Indeed, Labor's tax on housing investment, by their own numbers in the lead-up to the last election, would increase the tax burden by $27 billion. But there's now a further year that comes into the equation, which is why it would increase the tax burden by $32 billion. It is also true that Labor propose to increase tax on investment, through their capital gains tax changes, by about $13 billion, and it is also true— (Time expired)

The PRESIDENT: Senator Leyonhjelm, a supplementary question?

Senator LEYONHJELM (New South Wales) (14:48): Minister, with the coalition's increased Medicare levy and tax hikes on superannuation, smokers, banks, hiring foreign workers and low-value imports, the budget says Commonwealth tax will be more than 25 per cent of GDP in a decade's time compared to 22 per cent now. Doesn't this add up to around $10,000 of extra tax per Australian over the decade? Isn't the coalition turning Australia even more socialist than Labor?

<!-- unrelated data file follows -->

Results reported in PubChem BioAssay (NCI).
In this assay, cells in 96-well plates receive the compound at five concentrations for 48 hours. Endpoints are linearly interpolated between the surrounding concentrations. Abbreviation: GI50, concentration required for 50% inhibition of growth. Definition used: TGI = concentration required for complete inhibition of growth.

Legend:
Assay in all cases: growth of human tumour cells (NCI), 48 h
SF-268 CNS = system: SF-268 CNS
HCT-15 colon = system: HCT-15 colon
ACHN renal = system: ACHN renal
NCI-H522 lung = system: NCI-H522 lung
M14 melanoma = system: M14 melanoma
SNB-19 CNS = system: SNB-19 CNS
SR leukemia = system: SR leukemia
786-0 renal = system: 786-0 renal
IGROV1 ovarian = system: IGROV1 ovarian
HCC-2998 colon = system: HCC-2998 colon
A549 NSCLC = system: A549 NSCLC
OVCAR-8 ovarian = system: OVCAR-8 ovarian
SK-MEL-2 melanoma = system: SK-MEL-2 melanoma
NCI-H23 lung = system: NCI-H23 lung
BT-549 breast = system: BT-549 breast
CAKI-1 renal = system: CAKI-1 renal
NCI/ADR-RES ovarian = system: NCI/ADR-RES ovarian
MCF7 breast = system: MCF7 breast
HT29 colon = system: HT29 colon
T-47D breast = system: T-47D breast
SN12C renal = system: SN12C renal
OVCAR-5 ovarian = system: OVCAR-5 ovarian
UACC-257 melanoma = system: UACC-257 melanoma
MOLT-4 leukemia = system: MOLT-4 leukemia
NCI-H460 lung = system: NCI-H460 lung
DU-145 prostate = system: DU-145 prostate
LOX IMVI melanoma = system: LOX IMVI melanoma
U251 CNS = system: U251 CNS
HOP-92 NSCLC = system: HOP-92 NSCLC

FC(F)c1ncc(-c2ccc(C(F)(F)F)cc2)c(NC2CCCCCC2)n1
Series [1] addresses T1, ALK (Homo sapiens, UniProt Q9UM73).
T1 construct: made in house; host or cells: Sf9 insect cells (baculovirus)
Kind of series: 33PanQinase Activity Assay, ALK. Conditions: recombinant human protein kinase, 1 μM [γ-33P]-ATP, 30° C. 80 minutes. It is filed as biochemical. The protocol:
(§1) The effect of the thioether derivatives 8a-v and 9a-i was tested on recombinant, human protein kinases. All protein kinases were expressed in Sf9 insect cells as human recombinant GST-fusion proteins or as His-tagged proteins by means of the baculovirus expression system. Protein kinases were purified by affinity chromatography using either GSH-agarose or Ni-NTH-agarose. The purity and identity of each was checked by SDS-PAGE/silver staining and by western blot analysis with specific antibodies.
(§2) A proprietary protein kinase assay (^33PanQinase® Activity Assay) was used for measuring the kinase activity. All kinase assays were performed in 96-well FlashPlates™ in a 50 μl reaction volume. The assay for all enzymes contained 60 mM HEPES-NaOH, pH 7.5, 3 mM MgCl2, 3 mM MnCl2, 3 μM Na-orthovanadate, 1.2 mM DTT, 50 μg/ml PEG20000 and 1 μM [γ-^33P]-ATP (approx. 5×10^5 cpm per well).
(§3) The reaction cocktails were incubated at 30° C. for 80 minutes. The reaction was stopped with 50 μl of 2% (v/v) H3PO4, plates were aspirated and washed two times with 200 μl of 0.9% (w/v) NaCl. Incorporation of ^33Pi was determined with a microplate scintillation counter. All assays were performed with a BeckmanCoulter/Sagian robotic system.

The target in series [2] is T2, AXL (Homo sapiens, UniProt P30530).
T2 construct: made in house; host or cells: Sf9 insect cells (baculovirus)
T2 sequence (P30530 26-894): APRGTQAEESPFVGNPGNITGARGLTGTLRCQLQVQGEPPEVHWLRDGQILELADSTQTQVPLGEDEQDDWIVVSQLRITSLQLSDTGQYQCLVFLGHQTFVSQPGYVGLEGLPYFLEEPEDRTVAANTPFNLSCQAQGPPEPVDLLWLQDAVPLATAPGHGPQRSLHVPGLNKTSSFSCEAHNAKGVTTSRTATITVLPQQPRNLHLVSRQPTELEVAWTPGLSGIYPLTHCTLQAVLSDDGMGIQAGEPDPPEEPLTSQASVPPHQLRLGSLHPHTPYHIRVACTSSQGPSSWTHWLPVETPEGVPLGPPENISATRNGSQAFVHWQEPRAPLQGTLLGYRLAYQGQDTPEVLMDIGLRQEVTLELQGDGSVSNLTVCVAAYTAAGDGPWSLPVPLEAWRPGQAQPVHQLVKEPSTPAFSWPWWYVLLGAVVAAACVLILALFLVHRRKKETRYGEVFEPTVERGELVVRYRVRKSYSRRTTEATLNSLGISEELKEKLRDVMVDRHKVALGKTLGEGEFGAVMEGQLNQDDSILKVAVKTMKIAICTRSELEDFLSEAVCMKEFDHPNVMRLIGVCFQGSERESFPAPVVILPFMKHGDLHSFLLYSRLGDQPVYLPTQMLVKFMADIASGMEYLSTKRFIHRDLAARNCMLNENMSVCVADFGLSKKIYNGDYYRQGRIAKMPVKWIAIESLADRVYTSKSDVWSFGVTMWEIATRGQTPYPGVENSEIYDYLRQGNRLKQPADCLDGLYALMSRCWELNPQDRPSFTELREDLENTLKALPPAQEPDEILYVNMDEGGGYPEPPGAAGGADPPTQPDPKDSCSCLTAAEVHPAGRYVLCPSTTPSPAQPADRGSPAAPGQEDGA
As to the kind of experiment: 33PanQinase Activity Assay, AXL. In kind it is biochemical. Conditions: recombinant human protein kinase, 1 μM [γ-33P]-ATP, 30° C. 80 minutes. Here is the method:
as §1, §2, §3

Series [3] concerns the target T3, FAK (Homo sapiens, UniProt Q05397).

Senator CORMANN (Western AustraliaMinister for Finance and Deputy Leader of the Government in the Senate) (14:48): The answer to that question is no. I have explained this to Senator Leyonhjelm before. Unlike the Labor Party, the coalition has made a commitment not to increase the tax burden in the economy above 23.9 per cent as a share of GDP. That is the same line in the sand—the same cap—on tax as a share of GDP that we have imposed on ourselves in every single one of our budgets. We know that Labor, based on their policy statements so far, are proposing to blow that tax as a share of GDP cap out of the water. Labor are proposing to increase the overall tax burden in the economy, which will hurt investment, hurt the economy, cost jobs and lead to fewer jobs and lower wages. We are absolutely committed to keeping the tax burden as a share of GDP below 23.9 per cent, which is the basis on which all of our revenue forecasts in our budgets are calculated. That is the contrast—23.9 per cent cap on taxes as a share of GDP us and no cap under Labor. (Time expired)